Tuesday, August 22, 2017

[Paleontology • 2017] Shringasaurus indicus • A New Horned and Long-necked Herbivorous Stem-Archosaur from the Middle Triassic of India

Shringasaurus indicus 
Sengupta, Ezcurra & Bandyopadhyay, 2017

Illustration: Gabriel Lio

The early evolution of archosauromorphs (bird- and crocodile-line archosaurs and stem-archosaurs) represents an important case of adaptive radiation that occurred in the aftermath of the Permo-Triassic mass extinction. Here we enrich the early archosauromorph record with the description of a moderately large (3–4 m in total length), herbivorous new allokotosaurian, Shringasaurus indicus, from the early Middle Triassic of India. The most striking feature of Shringasaurus indicus is the presence of a pair of large supraorbital horns that resemble those of some ceratopsid dinosaurs. The presence of horns in the new species is dimorphic and, as occurs in horned extant bovid mammals, these structures were probably sexually selected and used as weapons in intraspecific combats. The relatively large size and unusual anatomy of Shringasaurus indicus broadens the morphological diversity of Early–Middle Triassic tetrapods and complements the understanding of the evolutionary mechanisms involved in the early archosauromorph diversification.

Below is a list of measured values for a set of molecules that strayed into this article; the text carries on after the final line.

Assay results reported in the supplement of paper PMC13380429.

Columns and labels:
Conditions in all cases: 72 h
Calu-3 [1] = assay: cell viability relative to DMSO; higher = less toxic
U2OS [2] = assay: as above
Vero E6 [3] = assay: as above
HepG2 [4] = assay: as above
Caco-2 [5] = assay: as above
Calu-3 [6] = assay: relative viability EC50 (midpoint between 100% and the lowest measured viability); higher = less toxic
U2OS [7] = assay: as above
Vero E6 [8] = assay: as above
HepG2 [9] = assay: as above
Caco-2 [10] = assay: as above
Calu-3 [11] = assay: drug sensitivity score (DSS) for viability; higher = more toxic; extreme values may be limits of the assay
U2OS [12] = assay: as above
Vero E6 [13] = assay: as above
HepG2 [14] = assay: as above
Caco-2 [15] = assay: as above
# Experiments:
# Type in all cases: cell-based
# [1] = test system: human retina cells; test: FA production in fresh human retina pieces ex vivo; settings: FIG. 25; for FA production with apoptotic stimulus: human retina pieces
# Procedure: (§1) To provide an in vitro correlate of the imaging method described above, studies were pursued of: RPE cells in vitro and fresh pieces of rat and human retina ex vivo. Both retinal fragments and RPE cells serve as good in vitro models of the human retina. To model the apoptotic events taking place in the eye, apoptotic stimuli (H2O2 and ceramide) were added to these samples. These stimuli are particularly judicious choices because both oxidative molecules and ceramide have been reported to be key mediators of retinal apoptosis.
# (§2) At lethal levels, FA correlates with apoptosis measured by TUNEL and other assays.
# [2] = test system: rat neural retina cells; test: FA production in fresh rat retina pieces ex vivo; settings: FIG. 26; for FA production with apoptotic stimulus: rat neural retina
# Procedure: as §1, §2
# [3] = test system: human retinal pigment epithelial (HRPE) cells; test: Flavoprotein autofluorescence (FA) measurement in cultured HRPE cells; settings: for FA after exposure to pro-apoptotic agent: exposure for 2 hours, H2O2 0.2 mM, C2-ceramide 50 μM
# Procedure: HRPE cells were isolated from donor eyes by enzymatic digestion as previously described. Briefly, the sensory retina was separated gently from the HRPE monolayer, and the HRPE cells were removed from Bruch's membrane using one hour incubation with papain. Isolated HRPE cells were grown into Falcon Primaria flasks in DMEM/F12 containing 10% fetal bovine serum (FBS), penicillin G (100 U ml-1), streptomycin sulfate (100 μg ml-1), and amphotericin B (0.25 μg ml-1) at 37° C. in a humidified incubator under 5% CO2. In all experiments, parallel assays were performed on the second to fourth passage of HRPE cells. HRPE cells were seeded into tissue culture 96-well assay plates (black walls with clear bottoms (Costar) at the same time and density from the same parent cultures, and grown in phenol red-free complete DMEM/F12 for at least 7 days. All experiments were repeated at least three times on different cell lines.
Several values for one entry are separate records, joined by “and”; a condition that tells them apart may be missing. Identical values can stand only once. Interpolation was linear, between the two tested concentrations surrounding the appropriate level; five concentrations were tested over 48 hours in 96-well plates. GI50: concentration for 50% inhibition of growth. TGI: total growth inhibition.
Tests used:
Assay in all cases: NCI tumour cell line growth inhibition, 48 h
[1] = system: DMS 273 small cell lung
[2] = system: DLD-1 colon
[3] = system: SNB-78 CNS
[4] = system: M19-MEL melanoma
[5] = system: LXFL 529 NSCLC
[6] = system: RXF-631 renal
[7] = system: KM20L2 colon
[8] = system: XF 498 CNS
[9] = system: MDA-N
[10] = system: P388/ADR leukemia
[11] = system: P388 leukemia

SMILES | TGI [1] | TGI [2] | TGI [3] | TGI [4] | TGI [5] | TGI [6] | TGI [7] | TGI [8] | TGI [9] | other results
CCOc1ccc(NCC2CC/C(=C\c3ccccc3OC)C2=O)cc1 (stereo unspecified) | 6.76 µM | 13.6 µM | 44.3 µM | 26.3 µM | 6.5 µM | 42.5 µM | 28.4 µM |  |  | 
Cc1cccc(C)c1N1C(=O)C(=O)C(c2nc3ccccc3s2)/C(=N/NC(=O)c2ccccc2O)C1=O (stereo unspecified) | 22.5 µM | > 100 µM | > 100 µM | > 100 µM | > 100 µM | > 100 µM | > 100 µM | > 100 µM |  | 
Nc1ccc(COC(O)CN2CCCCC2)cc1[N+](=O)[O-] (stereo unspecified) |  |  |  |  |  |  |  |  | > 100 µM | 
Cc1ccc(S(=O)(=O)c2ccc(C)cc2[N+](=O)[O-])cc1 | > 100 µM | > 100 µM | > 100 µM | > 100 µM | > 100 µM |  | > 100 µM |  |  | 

Figure 3: Skeletal anatomy of Shringasaurus indicus gen. et sp. nov. (a) Left premaxilla (ISIR 793) in lateral view. (b) Left maxilla (ISIR 795) in lateral view. (c) Left quadrate (ISIR 797) in lateral view. (d) Axis (ISIR 803) in left lateral view. (e) Posterior cervical vertebra (ISIR 820) in left lateral view. (f,g) Anterior dorsal vertebra (ISIR 825) in left lateral view in (f), and anterior view in (g). (h) Two anterior caudal vertebrae (ISIR 875) in right lateral view (mirrored). (i) Posterior caudal vertebra (ISIR 892) in left lateral view. (j) Right femur (ISIR 1016) in ventral view. (k) Left ilium (ISIR 991) in lateral view. (l), (m) Right astragalus and fused lateral centrale (ISIR 1059) in proximal view in (l), and dorsal view in (m). (n) Interclavicle (ISIR 950) in ventral view. (o) Left clavicle (ISIR 948) in medial view. (p) Left humerus (ISIR 951) in ventral view. (q) Left scapula (ISIR 929) and coracoid (ISIR 941) in lateral view. (r) Tooth crown (ISIR 801A) in labial view.